00 per share 10/31/90.3 17 billion” + $3.27%CAR x 64. $110.32%CAR x 1.895 billion” + $3.48 million shares of NCR).($4. ‘111.25 per share 10/31/90.2. 1990 to September 19.00 per share 1013l/90. k.17. Lys. 1991 . 1990 to May 7.14.then we would expect the market reaction to be immediately negative and not spread out over additional events in the acquisition period that offered no additional information about a change in strategy.74 .($5.392 billion’ .48 million shares of NCR).949 billion + 64. Vincent/Journal Table 2 (continued) of Financial Economics 39 (1995) 353-378 363 Negotiation period November 1. NCR’s 1991 . AT&T discloses them in its quarterly earnings announcements.146 billion’ .092 million shares outstanding as of 12/31/90 x $34. however. 1991 Entire period (a/l trading days) AT&T wealth loss NCR wealth gain Negative synergies’ Value to AT&T of NCR share .$0.74 .25 per share 10/3 l/90.092 million shares outstanding as of 12/31/90x $34.NCR’s last full year financials for 1990 reported $6.317 billion + 64. 3.3 billion in sales and $369 million in net income.29%CAR x 64.092 million shares outstanding as of 12/31/90x $34. Was the market’s assessment correct? Although results for AT&T’s computer business are not broken out separately in its financial statements.49%CAR x 1.$3.($6.48 million shares outstanding as of 12/31/90x$47.10.25 per share 1o/3 I /90. Because of the consolidation of NCR and AT&T’s previous computer operations. the post-merger results should be greater because they incorporate more than just NCR’s assets.62%CAR x 1. post-merger results are not directly comparable to NCR’s pre-merger results.895 billion t 64.503 billion $50 per share” price as of price as of a .($3.74 . ‘Wealth loss of AT&T plus wealth gain of NCR. price as of price as of price as of price as of price as of price as of computer business.48 million shares outstanding as of 12/31/90x $47.$2.T.092 million shares outstanding as of 12/31/90x $34.74 . “$110.00 per share 10/31/90. YS110.$5. L.25 per share 10/31/90.00 per share 10/31/90.48 million shares outstanding as of 12/31/90x $47.13.35%CAR x 64.171 billion $28 per share’ Acquisition period November 1. ‘113. b120.53%CARx64. d$l 10.48 million shares of NCR).48 million shares outstanding as of 12/31/90x $47. e .542 billion + 64. h. ‘103.33%CAR x 1.48 million shares of NCR).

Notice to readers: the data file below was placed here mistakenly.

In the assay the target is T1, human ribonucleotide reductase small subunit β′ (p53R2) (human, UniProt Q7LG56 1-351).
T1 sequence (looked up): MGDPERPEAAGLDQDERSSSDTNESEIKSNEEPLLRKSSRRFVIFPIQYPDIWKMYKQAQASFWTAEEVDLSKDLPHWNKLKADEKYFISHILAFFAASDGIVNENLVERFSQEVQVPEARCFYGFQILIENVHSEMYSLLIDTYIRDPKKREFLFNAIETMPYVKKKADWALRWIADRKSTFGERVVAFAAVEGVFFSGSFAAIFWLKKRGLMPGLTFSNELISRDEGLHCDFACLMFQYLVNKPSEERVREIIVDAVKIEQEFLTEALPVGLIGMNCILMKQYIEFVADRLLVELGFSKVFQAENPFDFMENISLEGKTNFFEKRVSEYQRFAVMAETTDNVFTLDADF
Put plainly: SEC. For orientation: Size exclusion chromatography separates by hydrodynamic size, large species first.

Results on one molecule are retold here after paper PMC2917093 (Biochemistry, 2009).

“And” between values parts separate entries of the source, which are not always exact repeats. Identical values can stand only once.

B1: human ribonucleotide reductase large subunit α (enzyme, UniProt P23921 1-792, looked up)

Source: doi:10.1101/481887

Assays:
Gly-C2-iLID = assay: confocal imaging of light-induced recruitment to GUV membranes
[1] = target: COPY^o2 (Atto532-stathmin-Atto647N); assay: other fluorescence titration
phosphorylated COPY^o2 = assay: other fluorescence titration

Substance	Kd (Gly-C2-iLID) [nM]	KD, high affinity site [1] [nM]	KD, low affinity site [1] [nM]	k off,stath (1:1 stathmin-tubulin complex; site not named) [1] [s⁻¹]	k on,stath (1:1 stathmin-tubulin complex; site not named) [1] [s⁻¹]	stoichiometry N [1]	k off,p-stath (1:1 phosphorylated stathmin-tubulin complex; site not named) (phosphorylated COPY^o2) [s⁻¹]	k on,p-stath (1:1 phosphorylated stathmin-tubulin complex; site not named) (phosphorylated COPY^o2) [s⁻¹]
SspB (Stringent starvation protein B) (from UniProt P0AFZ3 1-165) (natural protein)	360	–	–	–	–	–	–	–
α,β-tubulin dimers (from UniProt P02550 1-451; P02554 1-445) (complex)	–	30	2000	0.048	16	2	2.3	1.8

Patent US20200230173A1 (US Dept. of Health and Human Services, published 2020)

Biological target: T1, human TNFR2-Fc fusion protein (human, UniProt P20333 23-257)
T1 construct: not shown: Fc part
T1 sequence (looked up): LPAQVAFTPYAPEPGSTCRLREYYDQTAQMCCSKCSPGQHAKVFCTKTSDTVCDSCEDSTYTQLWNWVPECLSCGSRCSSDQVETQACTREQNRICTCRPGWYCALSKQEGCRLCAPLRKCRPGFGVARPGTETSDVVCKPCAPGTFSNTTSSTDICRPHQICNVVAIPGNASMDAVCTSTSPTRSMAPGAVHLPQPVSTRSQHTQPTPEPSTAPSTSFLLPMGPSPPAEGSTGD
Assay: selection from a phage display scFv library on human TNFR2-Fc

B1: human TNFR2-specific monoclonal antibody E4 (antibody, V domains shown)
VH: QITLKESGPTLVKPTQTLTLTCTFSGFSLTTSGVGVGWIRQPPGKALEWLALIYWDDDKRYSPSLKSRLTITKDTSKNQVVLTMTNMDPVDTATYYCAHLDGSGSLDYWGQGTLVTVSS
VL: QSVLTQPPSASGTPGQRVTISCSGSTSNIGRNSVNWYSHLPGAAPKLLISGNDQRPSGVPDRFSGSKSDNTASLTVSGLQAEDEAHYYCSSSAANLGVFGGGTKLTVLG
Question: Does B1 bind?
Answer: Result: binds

Finally. we estimate the incremental costs and discuss the potential benefits from AT&T’s obtaining permission to account for this transaction using pooling-of-interests accounting. NCR CEO Exley. Lys. . investors correctly perceived AT&T’s implementation of the strategy as valuedestroying. In this section. The 1993 results indicated $7. as promised. and the history of unsuccessful computer mergers. especially when considered relative to a $7. This assessmentof the market’s prescience with respect to the acquisition of NCR is conducted with the benefit of hindsight. with actual sales of $6. The market has not always been correct in its evaluation of acquisition proposals. based on performance to date.AT&T has thus not maintained its announced strategy to retain NCR’s name. when the merger was completed and former NCR President Williamson left AT&T during 1993.1 billion in sales and $288 million in operating income. reputation. In addition. and management following the merger. AT&T’s strategy was consistent with trends in the industry to integrate voice and data processing capabilities. However. The costs and benefits of pooling AT&T made pooling-of-interests accounting one of the central issues of the merger with NCR. In early 1994. L. Thus far. However.62 billion in salesand $386 million in operating income. These conditions do not imply that ex ante AT&T’s overall strategy for merging telecommunications with computers was incorrect. including $190 million of restructuring charges.5 billion investment.364 T. 1994). 1991b). The first quarter 1994 operating loss of $61 million included restructuring charges of $120 million. its lack of success with its own computer operations.In summary.AT&T reported 1992computer results of $7. the evidence to date is not encouraging. in June 1994 the AT&T executive vice president and chief of its multimedia products and servicesgroup who had launched all three of AT&T’s attempts to acquire NCR left AT&T for another position (Rundle and Keller. Vincent/Journal @Financial Economics 39 (1995) 353-378 results were ‘materially below’ projections made to AT&T of $6. 4. indications that this acquisition would be difficult at best were provided by AT&T’s lack of experience in a competitive environment. had departed. including a $182 million charge due to merger expenses(Keller.3 billion in salesand a net operating loss of $99 million.500 employees during 1994. while one may argue that sufficient time has not passedfor the final assessmentto be made of AT&T’s acquisition of NCR. in late 1993 NCR announced plans to reduce its work force by 15% or 7. AT&T changed the name from NCR to AT&T Global Information Solutions (GIS).3 billion and operating income of $103 million. operating results have not been impressive compared to NCR’s historical performance. with 36 years of experience in the computing business.